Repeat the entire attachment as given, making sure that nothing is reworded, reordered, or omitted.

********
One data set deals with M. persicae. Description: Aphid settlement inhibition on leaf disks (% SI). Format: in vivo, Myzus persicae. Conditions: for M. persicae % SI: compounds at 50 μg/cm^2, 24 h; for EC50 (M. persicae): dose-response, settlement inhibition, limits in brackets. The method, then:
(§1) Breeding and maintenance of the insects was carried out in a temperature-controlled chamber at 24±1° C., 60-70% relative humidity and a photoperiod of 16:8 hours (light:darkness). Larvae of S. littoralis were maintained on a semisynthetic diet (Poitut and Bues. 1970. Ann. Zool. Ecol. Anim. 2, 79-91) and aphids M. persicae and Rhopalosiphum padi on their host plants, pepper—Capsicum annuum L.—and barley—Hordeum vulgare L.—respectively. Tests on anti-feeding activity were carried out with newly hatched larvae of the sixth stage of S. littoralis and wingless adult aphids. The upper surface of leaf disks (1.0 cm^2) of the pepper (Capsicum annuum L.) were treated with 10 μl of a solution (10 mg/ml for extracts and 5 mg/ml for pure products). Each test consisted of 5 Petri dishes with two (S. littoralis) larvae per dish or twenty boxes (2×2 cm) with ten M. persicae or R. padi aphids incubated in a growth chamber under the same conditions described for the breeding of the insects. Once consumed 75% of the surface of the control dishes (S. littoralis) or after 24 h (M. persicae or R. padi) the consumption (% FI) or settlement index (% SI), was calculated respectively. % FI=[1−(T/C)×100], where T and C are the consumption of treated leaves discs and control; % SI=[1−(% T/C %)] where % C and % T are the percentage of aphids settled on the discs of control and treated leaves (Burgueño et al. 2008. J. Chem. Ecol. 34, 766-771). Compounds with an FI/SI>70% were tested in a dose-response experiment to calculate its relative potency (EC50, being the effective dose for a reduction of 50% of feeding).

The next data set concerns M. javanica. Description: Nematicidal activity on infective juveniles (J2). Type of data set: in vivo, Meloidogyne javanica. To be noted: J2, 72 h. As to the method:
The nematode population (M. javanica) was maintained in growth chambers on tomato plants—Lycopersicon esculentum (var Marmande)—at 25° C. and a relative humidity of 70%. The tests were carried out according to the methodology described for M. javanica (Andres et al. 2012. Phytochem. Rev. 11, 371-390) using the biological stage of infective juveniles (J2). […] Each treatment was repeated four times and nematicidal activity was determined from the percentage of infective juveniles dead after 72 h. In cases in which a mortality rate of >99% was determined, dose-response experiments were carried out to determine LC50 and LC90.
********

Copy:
One data set deals with M. persicae. Description: Aphid settlement inhibition on leaf disks (% SI). Format: in vivo, Myzus persicae. Conditions: for M. persicae % SI: compounds at 50 μg/cm^2, 24 h; for EC50 (M. persicae): dose-response, settlement inhibition, limits in brackets. The method, then:
(§1) Breeding and maintenance of the insects was carried out in a temperature-controlled chamber at 24±1° C., 60-70% relative humidity and a photoperiod of 16:8 hours (light:darkness). Larvae of S. littoralis were maintained on a semisynthetic diet (Poitut and Bues. 1970. Ann. Zool. Ecol. Anim. 2, 79-91) and aphids M. persicae and Rhopalosiphum padi on their host plants, pepper—Capsicum annuum L.—and barley—Hordeum vulgare L.—respectively. Tests on anti-feeding activity were carried out with newly hatched larvae of the sixth stage of S. littoralis and wingless adult aphids. The upper surface of leaf disks (1.0 cm^2) of the pepper (Capsicum annuum L.) were treated with 10 μl of a solution (10 mg/ml for extracts and 5 mg/ml for pure products). Each test consisted of 5 Petri dishes with two (S. littoralis) larvae per dish or twenty boxes (2×2 cm) with ten M. persicae or R. padi aphids incubated in a growth chamber under the same conditions described for the breeding of the insects. Once consumed 75% of the surface of the control dishes (S. littoralis) or after 24 h (M. persicae or R. padi) the consumption (% FI) or settlement index (% SI), was calculated respectively. % FI=[1−(T/C)×100], where T and C are the consumption of treated leaves discs and control; % SI=[1−(% T/C %)] where % C and % T are the percentage of aphids settled on the discs of control and treated leaves (Burgueño et al. 2008. J. Chem. Ecol. 34, 766-771). Compounds with an FI/SI>70% were tested in a dose-response experiment to calculate its relative potency (EC50, being the effective dose for a reduction of 50% of feeding).

The next data set concerns M. javanica. Description: Nematicidal activity on infective juveniles (J2). Type of data set: in vivo, Meloidogyne javanica. To be noted: J2, 72 h. As to the method:
The nematode population (M. javanica) was maintained in growth chambers on tomato plants—Lycopersicon esculentum (var Marmande)—at 25° C. and a relative humidity of 70%. The tests were carried out according to the methodology described for M. javanica (Andres et al. 2012. Phytochem. Rev. 11, 371-390) using the biological stage of infective juveniles (J2). […] Each treatment was repeated four times and nematicidal activity was determined from the percentage of infective juveniles dead after 72 h. In cases in which a mortality rate of >99% was determined, dose-response experiments were carried out to determine LC50 and LC90.